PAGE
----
I urge you to read the entire blog post that explains how Families for Excellent Schools has been able to shield its donors to ensure that people watching (or reading) its ads do not know who is sponsoring them. The organization is closely affiliated with wealthy hedge fund managers, and has, to avoid naming its contributors and the limitations that might be imposed on their political giving, skirted the law that distinguishes nonprofit educational organizations from political advocacy groups.

This blog’s recent post suggested that readers reflect on the Families for Excellent Schools’ television ad campaign and, “Consider what it would be like to live in New York City these days with a bunch of wealthy plutocrats sponsoring political ads designed to trash your community’s public schools.  Mayor de Blasio has committed to making significant improvements in the way the city’s public schools serve over 90 percent of the city’s young people. What are a few rich friends committed to helping Eva Moskowitz grow her charter network doing undermining the public interest?”  This blog also recently covered Eva Moskowitz and her charter school empire so closely tied to Families for Excellent Schools in this post: Moskowitz and Petrilli Push Education Model Designed to Serve Strivers and Shed the Rest.

It would be easy for a reader of Politico New York‘s morning e-newsblast mistakenly to assume that Politico NY is somehow endorsing Families for Excellent Schools’ cause and that Politico NY is recommending that readers follow the link to the anti-deBlasio ads—just as readers are expected to follow the links to the news stories collected each morning.

I challenge Politico NY to re-format the publication for the purpose of distinguishing clearly and without ambiguity the blurbs designed to inform from the blurbs designed to advertise. Ads ought to be labeled as “paid advertising.”  And I wonder, frankly, whether a publication devoted to coverage of what has become a highly politicized policy war in New York, shouldn’t stop selling ads to the proponents of one side in that battle.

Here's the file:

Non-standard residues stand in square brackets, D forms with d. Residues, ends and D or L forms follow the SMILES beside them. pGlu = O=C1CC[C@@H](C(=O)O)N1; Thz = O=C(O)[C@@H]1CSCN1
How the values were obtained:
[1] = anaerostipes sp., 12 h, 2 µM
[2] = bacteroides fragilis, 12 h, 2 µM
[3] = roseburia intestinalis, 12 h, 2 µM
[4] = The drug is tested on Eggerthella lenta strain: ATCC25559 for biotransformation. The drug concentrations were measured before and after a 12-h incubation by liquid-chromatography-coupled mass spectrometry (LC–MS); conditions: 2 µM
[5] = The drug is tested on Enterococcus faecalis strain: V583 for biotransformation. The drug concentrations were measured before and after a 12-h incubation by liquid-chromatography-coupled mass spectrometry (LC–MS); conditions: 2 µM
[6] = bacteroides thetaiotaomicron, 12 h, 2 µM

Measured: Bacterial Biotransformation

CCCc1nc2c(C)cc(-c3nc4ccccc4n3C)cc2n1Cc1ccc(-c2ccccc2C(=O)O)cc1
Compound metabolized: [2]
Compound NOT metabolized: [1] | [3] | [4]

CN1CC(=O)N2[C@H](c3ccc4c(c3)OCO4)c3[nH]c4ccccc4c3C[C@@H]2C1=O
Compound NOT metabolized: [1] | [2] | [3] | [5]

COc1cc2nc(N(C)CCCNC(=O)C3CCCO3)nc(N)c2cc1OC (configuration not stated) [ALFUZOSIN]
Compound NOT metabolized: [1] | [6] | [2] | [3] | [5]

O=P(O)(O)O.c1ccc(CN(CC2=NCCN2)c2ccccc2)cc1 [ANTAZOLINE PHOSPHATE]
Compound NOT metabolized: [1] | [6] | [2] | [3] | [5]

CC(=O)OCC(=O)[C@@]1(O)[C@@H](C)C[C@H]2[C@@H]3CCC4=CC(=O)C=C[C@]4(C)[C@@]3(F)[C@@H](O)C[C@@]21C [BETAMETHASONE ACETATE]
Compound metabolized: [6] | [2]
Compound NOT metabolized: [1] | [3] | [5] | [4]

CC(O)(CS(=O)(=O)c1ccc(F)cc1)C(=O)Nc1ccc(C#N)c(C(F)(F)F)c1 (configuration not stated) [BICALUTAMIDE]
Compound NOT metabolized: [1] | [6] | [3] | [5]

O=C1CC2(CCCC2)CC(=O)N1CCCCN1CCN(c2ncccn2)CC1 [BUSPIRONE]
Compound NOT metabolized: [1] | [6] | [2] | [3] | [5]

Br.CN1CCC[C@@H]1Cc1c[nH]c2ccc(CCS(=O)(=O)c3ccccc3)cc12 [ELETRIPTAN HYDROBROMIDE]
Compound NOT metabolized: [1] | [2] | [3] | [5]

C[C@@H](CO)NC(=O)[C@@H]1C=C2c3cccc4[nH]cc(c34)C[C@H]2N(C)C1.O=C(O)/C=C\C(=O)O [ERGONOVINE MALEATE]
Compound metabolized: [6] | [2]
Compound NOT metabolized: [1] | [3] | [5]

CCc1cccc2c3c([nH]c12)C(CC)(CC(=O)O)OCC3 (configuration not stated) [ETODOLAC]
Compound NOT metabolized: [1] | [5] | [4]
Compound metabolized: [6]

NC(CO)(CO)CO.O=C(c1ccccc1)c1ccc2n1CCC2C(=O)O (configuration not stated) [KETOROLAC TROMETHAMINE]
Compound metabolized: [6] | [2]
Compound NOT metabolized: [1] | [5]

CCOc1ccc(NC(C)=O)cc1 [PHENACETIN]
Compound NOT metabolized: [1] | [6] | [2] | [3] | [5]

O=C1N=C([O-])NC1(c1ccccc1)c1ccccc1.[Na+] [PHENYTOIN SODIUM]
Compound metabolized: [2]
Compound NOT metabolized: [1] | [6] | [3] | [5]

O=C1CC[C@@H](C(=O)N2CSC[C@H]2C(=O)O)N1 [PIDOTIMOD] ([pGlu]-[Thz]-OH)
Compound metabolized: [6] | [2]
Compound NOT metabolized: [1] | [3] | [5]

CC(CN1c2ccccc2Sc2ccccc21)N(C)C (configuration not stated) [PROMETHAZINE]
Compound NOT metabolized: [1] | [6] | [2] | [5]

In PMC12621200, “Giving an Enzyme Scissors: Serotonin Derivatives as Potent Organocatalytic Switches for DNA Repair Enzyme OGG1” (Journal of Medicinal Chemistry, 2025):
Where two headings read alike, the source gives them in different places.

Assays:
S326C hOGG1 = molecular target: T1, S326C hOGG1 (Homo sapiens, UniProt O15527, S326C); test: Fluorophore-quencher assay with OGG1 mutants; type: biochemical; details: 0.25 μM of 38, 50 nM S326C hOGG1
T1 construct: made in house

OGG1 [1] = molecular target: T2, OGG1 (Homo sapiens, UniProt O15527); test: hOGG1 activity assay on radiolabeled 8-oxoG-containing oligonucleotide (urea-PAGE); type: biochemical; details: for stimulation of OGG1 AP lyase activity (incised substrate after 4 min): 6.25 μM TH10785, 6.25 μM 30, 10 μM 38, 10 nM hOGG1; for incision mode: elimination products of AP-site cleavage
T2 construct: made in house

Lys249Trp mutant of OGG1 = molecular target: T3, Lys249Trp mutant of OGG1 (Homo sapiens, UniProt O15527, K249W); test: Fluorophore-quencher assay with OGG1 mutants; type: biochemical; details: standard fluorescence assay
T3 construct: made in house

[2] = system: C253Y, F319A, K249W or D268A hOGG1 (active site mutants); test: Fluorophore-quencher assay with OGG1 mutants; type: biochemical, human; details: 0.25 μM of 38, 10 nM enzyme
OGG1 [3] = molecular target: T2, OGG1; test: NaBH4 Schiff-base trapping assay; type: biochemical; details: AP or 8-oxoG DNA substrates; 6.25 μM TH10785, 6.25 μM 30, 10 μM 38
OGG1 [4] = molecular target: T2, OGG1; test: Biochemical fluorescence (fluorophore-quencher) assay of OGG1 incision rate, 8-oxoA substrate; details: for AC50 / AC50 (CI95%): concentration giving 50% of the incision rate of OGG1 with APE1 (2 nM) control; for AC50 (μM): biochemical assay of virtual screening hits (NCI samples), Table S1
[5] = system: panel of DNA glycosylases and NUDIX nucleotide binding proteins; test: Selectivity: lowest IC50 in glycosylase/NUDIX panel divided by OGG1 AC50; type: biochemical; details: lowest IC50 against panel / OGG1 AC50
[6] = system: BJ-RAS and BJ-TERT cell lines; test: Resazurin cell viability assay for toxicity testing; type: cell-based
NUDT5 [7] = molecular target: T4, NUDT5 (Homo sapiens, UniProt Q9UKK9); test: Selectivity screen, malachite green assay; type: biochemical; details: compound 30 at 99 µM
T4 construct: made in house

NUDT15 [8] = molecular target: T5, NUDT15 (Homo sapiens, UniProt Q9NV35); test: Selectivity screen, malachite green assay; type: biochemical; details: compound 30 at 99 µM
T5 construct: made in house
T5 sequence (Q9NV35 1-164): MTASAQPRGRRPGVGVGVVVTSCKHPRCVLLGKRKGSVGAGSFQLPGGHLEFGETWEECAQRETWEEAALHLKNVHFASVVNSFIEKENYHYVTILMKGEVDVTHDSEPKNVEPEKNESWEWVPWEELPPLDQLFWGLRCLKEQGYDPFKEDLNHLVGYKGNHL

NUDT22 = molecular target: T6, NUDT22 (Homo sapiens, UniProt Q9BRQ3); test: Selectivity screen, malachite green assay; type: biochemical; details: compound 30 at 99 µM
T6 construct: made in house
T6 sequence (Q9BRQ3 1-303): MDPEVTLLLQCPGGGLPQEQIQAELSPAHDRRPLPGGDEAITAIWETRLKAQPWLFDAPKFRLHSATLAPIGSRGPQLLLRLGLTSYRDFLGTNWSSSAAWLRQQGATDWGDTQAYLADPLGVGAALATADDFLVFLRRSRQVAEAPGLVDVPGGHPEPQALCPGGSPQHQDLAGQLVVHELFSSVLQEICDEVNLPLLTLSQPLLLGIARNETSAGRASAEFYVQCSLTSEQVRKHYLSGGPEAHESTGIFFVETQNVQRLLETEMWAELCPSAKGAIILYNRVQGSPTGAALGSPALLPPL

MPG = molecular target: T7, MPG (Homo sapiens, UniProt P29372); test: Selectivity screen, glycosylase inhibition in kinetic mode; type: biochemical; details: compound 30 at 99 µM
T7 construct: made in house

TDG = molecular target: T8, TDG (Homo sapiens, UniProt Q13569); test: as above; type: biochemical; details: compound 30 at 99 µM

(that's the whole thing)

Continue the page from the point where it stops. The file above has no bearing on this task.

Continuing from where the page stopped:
Plutocrats in NYC Wielding Power, Buying the Airwaves, and Trashing Public Schools Again

Public schools are among the primary institutions that serve the families in the 99 Percent.  As primarily middle class institutions, they are coming under attack from the One Percent, the plutocrats—both Republican and Democrats—who control the levers of power.

In a piece earlier this week the NY Times profiled 158 families across the country who have provided nearly half of all the early money that has been underwriting the campaigns of the candidates currently vying for the 2016 Presidential nominations. The reporters quote the political analyst and demographic expert Ruy Teixeira: “The campaign finance system is now a countervailing force to the way the actual voters of the country are evolving and the policies they want.”

Last week, the NY Times op-ed page printed a commentary by Thomas Edsall on the same subject.  Edsall describes the conclusions of political scientist Martin Gilens on the impact of our increasingly plutocratic system: “The majority does not rule—at least not in the causal sense of actually determining policy outcomes.  When a majority of citizens disagrees with economic elites or with organized interests, they generally lose… Gilens notes that policies popular with the middle class but not with the affluent rarely win enactment: The majority are redistributive policies including raising the minimum wage or indexing it to inflation, increasing income taxes on high earners or corporations, or cutting payroll taxes on lower income Americans.  Conversely, policies opposed by the middle-class but backed by the affluent include ‘tax cuts for upper income individuals, spending cuts in Medicare, and roll-backs of federal retirement programs’—policies that have been adopted.”